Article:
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Central American Electrical Interconnection System
Central American Integration System (orthographic projection).svg
Central American Electrical Interconnection System
Costa Rica
El Salvador
Ownership information
OperatorEmpresa Proprietaria de la Red
Construction information
CommissionedApril 2013
Technical information
Total length1,790 km (1,110 mi)
Power rating300 MW
AC voltage230 kV

SIEPAC (Central American Electrical Interconnection System, Spanish: Sistema de Interconexión Eléctrica de los Países de América Central) is an interconnection of the power grids of six Central American nations. The project was discussed since 1987. The constructed new transmission lines connect 37 million consumers in Panama, Costa Rica, Honduras, Nicaragua, El Salvador, and Guatemala. It was expected to be completed in April 2013.[1] There is controversy about the benefits and indirect environmental impacts of the project.

Technical description[edit]

SIEPAC network includes a 1,790-kilometre (1,110 mi) 230 kV transmission line with a capacity of 300 MW between Guatemala and Panama, as well as improvements to existing systems. At the second stage the capacity will be increased up to 600 MW.[1] SIEPAC cost about US$320 million without the proposed interconnections with Mexico (US$ 40M), Belize (US$ 30M) and Panama (US$ 200m).[2] and, back in 2003, was scheduled for completion in 2006.[3]

Expected benefits[edit]

Proponents of SIEPAC expect that interconnecting the nations' electrical transmission grids will alleviate periodic power shortages in the region, reduce operating costs, optimize shared use of hydroelectric power, create a competitive energy market in the region, and attract foreign investment in power generation and transmission systems. It has been claimed that the cost of energy for consumers could go down as much as 20% from US$0.11 per kWh to US$0.09 per kWh as a result of the project. A feasibility study undertaken in 1995 by Power Technologies Inc. outlined various scenarios for the expansion of power demand and supply in the region and associated investments. The median scenario foresaw that SIEPAC would induce annual investments of US$700m over a 10-year period once the regional electricity market had begun operating.[4]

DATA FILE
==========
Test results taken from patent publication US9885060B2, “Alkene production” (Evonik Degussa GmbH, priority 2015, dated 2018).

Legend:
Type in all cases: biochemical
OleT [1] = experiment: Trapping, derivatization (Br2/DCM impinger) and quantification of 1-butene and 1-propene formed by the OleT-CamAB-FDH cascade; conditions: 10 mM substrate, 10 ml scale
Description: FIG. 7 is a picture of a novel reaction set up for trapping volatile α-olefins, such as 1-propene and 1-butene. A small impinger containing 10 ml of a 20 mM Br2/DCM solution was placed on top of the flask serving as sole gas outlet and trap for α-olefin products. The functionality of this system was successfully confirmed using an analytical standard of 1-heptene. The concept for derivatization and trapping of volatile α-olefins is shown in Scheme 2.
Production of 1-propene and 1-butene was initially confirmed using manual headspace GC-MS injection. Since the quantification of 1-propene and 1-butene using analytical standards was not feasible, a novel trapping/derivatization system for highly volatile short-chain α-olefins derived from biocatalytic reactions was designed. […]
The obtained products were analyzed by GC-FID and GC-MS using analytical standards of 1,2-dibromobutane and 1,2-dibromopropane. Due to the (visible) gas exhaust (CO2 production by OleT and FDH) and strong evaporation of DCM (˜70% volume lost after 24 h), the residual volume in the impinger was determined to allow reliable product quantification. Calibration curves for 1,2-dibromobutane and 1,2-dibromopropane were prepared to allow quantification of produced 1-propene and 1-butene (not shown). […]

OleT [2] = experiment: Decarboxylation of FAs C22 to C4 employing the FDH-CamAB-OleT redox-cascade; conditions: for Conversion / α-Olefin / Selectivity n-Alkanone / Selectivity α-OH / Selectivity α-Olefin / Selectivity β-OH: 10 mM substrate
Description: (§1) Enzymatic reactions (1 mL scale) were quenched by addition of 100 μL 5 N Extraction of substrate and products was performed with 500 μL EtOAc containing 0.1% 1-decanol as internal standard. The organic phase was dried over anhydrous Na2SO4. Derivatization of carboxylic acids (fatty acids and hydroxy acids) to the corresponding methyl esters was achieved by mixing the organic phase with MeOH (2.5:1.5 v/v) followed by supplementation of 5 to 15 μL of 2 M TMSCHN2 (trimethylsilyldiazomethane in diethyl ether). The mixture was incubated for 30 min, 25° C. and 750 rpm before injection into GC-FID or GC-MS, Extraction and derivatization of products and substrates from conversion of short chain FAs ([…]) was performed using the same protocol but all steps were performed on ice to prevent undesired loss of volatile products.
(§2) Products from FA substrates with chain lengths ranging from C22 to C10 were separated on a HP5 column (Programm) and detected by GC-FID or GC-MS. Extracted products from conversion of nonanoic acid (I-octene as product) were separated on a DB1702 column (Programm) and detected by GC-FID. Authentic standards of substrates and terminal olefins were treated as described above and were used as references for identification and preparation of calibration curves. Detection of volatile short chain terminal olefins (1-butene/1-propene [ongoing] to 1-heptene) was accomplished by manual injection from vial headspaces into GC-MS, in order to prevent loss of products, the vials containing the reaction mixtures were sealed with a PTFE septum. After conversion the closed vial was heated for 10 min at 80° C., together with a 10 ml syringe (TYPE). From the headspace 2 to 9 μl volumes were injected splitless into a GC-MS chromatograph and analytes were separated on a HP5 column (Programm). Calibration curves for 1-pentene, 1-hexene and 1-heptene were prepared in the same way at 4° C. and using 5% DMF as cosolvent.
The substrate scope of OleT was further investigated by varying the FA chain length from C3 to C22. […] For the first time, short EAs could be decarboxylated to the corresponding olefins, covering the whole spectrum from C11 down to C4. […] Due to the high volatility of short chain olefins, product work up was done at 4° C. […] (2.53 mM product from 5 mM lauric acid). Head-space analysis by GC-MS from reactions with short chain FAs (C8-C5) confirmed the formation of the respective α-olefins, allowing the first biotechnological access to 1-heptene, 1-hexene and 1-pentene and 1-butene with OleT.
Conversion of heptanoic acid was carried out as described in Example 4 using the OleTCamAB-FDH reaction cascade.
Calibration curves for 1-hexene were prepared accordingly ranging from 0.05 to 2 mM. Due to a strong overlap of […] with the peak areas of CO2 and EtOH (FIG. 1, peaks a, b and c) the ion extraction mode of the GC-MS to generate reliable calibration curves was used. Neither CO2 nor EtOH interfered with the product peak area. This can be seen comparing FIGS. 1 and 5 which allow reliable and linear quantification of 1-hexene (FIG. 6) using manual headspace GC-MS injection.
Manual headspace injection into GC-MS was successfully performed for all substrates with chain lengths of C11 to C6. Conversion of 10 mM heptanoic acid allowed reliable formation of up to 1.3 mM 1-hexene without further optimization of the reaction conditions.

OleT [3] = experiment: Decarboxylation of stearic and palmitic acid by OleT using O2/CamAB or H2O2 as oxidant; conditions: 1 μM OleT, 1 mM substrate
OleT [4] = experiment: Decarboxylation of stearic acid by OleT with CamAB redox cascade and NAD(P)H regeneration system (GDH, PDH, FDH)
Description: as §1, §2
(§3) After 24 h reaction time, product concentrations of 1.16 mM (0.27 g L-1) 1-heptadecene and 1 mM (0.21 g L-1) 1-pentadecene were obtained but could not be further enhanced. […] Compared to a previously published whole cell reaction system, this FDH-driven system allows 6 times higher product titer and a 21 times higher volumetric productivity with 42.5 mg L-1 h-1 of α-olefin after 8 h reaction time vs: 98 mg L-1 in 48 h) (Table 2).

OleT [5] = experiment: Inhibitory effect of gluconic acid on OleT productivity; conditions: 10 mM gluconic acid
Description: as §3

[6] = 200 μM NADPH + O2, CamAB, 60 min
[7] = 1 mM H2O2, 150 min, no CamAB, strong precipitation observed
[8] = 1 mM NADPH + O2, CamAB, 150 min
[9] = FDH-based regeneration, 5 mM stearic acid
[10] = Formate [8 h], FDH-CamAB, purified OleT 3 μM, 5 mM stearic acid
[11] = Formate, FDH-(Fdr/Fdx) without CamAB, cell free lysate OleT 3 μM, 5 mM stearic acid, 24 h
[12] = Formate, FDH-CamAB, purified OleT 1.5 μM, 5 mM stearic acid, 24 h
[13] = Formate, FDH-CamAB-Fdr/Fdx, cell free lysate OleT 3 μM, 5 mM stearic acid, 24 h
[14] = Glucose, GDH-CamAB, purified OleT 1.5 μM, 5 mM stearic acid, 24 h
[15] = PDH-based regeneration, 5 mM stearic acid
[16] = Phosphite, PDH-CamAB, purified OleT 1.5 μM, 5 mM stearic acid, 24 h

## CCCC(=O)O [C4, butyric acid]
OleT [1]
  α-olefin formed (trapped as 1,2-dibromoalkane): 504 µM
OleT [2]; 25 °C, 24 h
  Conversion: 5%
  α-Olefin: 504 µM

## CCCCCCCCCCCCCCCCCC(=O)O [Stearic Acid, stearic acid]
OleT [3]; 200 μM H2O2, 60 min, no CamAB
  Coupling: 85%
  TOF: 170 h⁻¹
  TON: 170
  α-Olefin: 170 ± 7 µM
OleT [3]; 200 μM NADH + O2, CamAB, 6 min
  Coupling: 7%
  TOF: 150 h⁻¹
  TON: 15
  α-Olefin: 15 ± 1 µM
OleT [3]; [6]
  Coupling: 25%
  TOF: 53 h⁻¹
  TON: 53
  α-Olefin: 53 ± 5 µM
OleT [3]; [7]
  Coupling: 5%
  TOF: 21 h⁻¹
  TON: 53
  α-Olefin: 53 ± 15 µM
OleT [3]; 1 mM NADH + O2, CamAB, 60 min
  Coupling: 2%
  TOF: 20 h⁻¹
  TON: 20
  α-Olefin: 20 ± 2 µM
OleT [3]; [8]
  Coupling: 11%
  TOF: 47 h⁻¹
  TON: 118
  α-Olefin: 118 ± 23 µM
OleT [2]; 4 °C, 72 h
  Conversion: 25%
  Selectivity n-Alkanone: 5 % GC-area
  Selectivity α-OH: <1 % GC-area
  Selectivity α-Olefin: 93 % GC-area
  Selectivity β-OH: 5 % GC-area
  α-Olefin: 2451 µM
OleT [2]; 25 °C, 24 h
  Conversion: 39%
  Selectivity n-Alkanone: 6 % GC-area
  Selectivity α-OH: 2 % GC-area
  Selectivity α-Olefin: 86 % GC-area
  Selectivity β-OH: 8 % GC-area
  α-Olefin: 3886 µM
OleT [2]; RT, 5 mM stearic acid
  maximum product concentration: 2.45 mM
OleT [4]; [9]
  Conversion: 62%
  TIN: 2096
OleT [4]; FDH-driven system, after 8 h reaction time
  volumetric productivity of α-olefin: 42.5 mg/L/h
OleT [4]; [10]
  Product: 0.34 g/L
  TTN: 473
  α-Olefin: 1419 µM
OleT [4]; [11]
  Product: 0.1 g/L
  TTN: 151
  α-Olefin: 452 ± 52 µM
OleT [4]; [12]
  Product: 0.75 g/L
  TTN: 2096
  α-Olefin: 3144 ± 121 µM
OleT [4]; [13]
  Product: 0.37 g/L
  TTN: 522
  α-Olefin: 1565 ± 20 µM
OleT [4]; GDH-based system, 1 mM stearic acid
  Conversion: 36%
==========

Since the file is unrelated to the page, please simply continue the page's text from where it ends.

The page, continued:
Ownership and regulation[edit]

SIEPAC is owned by a Regional Operations Entity (Empresa Proprietaria de la Red - EPR), created in 1999 with registration in Panama, and comprising the public utilities and transmission companies of the six participating countries (75%) and private capital (25%). In some countries integrated utilities are shareholders - ENEE of Honduras, ICE and CNFL of Costa Rica - while in others shares are held by transmission companies - INDE of Guatemala, ETESA of Panama, and ENTE of Nicaragua. In the case of El Salvador the utility CEL and the transmission company ETESAL own the shares jointly. The private shareholders are Endesa of Spain and ISA from Colombia.[5]

The establishment of a regional electricity regulator has been envisaged. While the IDB had suggested that electricity generating companies should not be allowed to hold shares in the transmission company, this has apparently been accepted by the governments of Central America.[6]

The project is currently managed by a unit under the Central American Electrification Council (Consejo de Electrificación de América Central - CEAC).


The funding for the project was originally expected to come from the Inter-American Development Bank (IDB), having initially pledged $170 million in hard and soft loans to the six Central American countries, the Spanish government, offering $70 million and the Central American nations. The contributions of the Central American nations had been initially estimated at up to US$106 million. However, it turned out that they will rather provide around US$35 million in-kind contributions, such as land and existing facilities. It had also been reported that Endesa would contribute 20% of the project costs through equity, an amount that was later reduced. Subsequently the IDB had to increase its exposure to US$240 million and the Central American Bank for Economic Integration (CBEI) was called in to provide additional support through three loans totaling US$90 million.[7] The Colombian firm ISA also joined EPR as a shareholder.

More than 90% of the rights of way for the line had been acquired by May 2007.[8] It is expected that the project can benefit from carbon finance under the Clean Development Mechanism of the Kyoto Protocol.


Critics have argued that the project will not make electricity cheaper for consumers in Central America, but may actually increase tariffs. Some critics also argue that SIEPAC will facilitate electricity exports to Mexico and not contribute to expand access in Central America. It is also argued that much of the increased generation capacity facilitated by SIEPAC would be in the form of large hydropower with associated social and environmental costs. Also, there are fears that the dominance of the power sector in Central America by large foreign corporations would be increased. Finally, there are some environmental concerns related to the transmission line itself. The initial Environmental Impact Assessment financed by the IDB analyzed only the direct impacts of the transmission line and not its indirect impacts from induced power generation.[9]

See also[edit]


  1. ^ a b Johnstone, Heather (2013-03-06). "Central American electricity trading to start next month". Power Engineering International. PennWell Corporation. Retrieved 2013-03-29.
  2. ^ US DOE
  3. ^ US DOE
  4. ^ Interaction, p. 1 and p. 6, accessed on September 20, 2007
  5. ^ EPR, accessed on September 20, 2007
  6. ^ Interaction, p. 5
  7. ^ EPR, accessed on September 20, 2007
  8. ^ EPR accessed on September 20, 2007
  9. ^ Interaction 2004, accessed on September 20, 2007

External links[edit]